The biggest difference in helmets is the type of face mask that you select.  You have the option of plastic masks, similar to Plexiglas, or wire masks.  Be sure when your child puts on the mask they have clear vision.  To fit your child's facemask measure from the front of the helmet to the bottom of the players chin. The child's chin should fit comfortably into the cup of the facemask.  Make sure the facemask is compatible with the helmet. The following guidelines apply to the different types of facemasks.

Type I For players, excluding goalkeepers, 10 years or older.
Type II For players, excluding goalkeepers, 10 years and under.
Type III For goalkeepers of any age

The helmet and face mask must be CSA certified. You can get a good helmet for between $70 and $80 and a youth helmet for about $55. Plastic face mask will cost approximately $50 - $60 and wire will run about $25 - $30.

Hockey Stick - The hockey stick has to fit properly to the size and body shape of your child.  The type and style of the stick will vary based on your child's hockey ability and type of game that they will play.   Basically when you are selecting a stick you must consider the material, size, curve of the blade, lie and flex.

The type of shaft selected is simply a matter of preference since they come in a variety of materials. They can be made of wood, fiberglass, aluminum, graphite, kevlar or titanium.  Younger players should begin with a junior size, wooden stick because it is less expensive and it has a narrower handle that will fit the hand better.  As your child's abilities improve you will need to research to determine what fits their needs.  Each type of stick has its own unique features and qualities.  Cost will vary based on different styles and materials. It is important to keep in mind your initial investment verses replacement value.  Some type of sticks will need to be totally replace if broken while with others parts can be replaced if broken.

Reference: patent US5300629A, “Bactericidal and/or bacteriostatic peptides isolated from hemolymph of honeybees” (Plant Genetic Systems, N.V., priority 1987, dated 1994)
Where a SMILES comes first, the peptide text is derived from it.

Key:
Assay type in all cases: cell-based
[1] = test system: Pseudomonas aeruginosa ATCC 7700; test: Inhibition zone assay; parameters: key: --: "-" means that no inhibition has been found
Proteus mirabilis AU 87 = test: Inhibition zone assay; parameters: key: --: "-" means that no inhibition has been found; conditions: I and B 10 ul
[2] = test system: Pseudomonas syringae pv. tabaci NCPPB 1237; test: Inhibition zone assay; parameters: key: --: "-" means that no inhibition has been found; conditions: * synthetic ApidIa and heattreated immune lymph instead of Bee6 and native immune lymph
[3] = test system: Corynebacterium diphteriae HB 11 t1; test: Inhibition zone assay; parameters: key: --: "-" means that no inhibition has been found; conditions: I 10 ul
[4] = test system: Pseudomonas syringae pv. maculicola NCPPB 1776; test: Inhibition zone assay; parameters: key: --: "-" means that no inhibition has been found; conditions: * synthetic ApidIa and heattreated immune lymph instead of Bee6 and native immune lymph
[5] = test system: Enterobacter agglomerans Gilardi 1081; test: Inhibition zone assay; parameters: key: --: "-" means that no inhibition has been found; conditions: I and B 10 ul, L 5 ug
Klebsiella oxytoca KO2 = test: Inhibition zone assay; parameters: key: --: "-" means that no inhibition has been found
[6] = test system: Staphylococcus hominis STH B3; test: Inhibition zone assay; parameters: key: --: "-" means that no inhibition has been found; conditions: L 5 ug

The length of the stick is also very important. If your child is in skates, put the toe of the stick on the ground, and it should reach somewhere between their chin and the tip of their nose. Hockey sticks come in two basic sizes junior or senior.  Normally a junior stick is between 46-54 inches long and a senior stick is  56 -62 inches long. A defensive player will normally benefit from a longer stick while a offensive player, who needs puck control, will use a shorter stick.